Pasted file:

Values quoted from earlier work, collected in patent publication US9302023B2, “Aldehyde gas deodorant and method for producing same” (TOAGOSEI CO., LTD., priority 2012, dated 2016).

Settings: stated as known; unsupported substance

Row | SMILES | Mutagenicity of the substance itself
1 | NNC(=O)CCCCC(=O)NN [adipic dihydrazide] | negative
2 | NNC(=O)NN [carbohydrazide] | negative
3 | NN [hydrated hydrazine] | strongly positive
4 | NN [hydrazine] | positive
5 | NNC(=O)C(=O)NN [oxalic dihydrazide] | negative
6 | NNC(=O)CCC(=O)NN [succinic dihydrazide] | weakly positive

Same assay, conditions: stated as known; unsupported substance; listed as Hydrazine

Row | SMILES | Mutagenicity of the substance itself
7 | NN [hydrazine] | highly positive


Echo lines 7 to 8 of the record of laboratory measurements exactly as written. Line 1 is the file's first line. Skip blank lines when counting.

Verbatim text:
4 | NN [hydrazine] | positive
5 | NNC(=O)C(=O)NN [oxalic dihydrazide] | negative